July/August 1999

Byron Morris

A city with fewer jazz clubs than the fingers on one hand, Washington, DC, has produced an impressive amount of world-class talents. Though Shirley Horn and Wallace Roney have stormed global bandstands, others of equal brilliance like Buck Hill have never transcended the Beltway. IBM programmer by day/hard-core alto saxophonist by night, Byron Morris is a revered member of that latter elite.

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Michael Wilderman

Byron Morris

Born and raised in Roanoke, young Byron was tutored early on by his musician father J.W. By ’64, Morris had loads of gig time with R&B and jazz bands. Relocating to DC, Morris fit right into the city’s then-thriving jazz scene. We started to play at the New School of Afro-American Thought and Jazzland. I had Eric Gravatt on drums—he was Weather Report’s original drummer—Fred Williams on bass, and Gerald Wise on trumpet. We started moving in that direction of Ornette’s stuff,” Morris recalls.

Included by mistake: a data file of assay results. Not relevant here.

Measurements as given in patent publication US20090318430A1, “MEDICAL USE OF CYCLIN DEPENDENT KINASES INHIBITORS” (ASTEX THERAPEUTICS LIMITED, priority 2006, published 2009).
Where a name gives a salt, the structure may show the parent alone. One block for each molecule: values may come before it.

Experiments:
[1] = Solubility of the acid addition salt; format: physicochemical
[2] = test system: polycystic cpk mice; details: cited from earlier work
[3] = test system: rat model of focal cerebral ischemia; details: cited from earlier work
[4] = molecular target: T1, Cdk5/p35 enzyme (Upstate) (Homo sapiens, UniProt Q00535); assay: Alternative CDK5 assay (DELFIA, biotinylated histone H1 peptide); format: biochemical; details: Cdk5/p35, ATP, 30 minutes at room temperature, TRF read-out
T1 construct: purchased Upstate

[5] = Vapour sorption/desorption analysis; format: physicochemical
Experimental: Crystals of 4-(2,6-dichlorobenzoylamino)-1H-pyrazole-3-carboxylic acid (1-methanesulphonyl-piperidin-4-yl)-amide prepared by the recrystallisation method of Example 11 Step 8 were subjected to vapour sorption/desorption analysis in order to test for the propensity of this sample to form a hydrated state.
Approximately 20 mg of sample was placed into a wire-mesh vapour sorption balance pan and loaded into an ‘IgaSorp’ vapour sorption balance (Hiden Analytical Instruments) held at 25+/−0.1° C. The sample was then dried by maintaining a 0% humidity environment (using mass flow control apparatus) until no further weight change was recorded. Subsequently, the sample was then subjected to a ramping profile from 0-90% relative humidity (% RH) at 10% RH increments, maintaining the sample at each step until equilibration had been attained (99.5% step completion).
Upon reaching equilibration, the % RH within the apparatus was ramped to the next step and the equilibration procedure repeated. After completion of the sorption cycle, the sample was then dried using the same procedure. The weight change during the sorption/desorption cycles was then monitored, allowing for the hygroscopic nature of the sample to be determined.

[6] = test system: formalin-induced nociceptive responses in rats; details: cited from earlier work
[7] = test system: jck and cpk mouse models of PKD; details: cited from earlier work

Ignored by the majors, Morris was forced to release the music of his band, Unity, (featuring vocalist Jay Clayton), on his own EPI Records. Although Unity would release two brilliant LPs, (Blow Your Mind, Vibrations, Themes & Serenades) gigs were scarce. 10 years later, Unity’s recordings were hip totems of the UK’s acid jazz scene. Reborn and fired up, Byron Morris and Unity have a new CD, Live! at the East Coast Jazz Festival (By-Mor Music). Crooning and wailing like his guru Rashaan Roland Kirk, Morris and his sextet drop mad fresh versions of goldies like “Monk’s Mood and Seven Steps to Heaven”. A watershed recording.

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